To cite the most obvious example of the inconsistency of this idea with law and custom, the territorial statutes prohibit anyone but the legally registered matai from disposing of communal lands or authorizing improvements that require permits from the overnment. Obviously, the law. contemplates that this person will b none other than the peson who actually presides at family meetings and consults with the family members” affected by the decisions.

In fact, the statutes concerning matai titles . and other customary matters represent the best effort of th Fono —whose membership includes many of the most important traditional leaders of Tutuila and Manu’a —to incorporate custom into written law and to provide procedures for its preservation and enforcement. When the Court attempts to resolve a dispute among family members about who should hold a matai title, it is doing its best to apply the criteria that the Fono believes the family would have applied if there were no external means of dispute resolution.

Perhaps the Fono and the Court have been wrong; if so, the law can be changed. We note, however, that the decisions most frequently attacked as contrary to fa’a Samoa are in cases such as this one where a close relative of the previous titleholder has been passed over in favor of a candidate from a different side of the family. This is not contrary to Samoan customs and traditions; if anything, those who. regard an important matai title as the personal property of a small group within the familyare guilty of being unfaithful to tradition. In any case, on the present record we cannot conclude that the trial court erred in refusing to remove the Sotoa title from Sotoa Savali. [6ASR2d96]

The trial court did note, however, that Sotoa Savali had not yet shown the “forcefulness” with which he was credited by the judges who held that he was best qualified to be Sotoa. Even under the difficult circumstances of this case we believe he has yet to demonstrate his willingness and ability to lead the family. We therefore modify the judgment of the trial court as follows:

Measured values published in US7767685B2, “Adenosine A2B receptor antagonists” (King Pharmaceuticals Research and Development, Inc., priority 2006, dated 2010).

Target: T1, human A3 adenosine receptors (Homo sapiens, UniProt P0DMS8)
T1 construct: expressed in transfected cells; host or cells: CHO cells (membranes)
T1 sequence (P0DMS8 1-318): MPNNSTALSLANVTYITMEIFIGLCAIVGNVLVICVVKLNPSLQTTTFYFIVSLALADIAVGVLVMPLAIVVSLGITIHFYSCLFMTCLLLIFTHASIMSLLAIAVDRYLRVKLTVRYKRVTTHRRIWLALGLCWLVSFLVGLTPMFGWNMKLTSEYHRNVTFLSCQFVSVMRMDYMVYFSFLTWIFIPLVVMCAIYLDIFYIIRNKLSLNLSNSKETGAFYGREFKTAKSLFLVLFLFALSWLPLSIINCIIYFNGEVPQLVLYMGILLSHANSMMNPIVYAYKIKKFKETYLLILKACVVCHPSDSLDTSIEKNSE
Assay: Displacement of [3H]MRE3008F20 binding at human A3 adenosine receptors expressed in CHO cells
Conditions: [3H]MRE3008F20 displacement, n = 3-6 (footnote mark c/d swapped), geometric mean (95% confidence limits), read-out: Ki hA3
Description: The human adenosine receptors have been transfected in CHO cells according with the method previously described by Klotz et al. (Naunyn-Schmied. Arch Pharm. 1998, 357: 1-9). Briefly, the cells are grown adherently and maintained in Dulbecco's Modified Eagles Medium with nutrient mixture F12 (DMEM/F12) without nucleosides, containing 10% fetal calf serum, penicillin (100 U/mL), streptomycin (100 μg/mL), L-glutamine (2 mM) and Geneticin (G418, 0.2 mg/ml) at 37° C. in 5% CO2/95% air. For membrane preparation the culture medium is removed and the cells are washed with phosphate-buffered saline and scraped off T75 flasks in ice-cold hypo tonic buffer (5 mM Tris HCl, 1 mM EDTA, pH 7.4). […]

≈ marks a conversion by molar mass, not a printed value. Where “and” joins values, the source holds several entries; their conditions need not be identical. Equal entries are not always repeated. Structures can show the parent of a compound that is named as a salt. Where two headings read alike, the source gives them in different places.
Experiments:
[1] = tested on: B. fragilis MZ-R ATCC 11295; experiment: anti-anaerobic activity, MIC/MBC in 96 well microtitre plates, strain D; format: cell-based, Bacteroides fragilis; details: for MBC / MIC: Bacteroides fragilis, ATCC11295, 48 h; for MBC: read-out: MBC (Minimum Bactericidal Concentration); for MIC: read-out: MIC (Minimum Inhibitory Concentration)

1) The petition will be denied insofar as it seeks the removal of the Sotoa title from Sotoa Savali.

2) Insofar as some petitioners may be genuinely concerned that Sotoa Savali has not yet complied with the traditional requisites for assumption of the Sotoa title, however, the petition has merit.

3) Sotoa Savali must therefore act with all deliberate speed to organize the family and to assume the Sotoa title in accordance with custom.

4) Sotoa is further directed to use his best efforts to effect a genuine reconciliation among all members of the family, including Sinapati and those who have supported him.

5) All parties to this action and all those acting in concert with them are enjoined from interfering in any way with the exercise by Sotoa Savali of the rights and functions appurtenant to the Sotoa title, and are further enjoined to cooperate with him insofar as their cooperation is a traditional prerequisite to the exercise of such rights and functions. This injunction includes but is not limited to an absolute prohibition of the use of the Sotoa title or of the exercise of any of its functions or perquisites by any other person.

6) The case is remanded to the trial court with instructions to hold a hearing in about six months to determine whether the parties have complied with this judgment and to take such further action as is appropriate at that time.

It is so ORDERED.


* Honorable Samuel P. King, Senior Judge, United States District Court for the District of Hawaii, serving by designation of the Secretary of the Interior.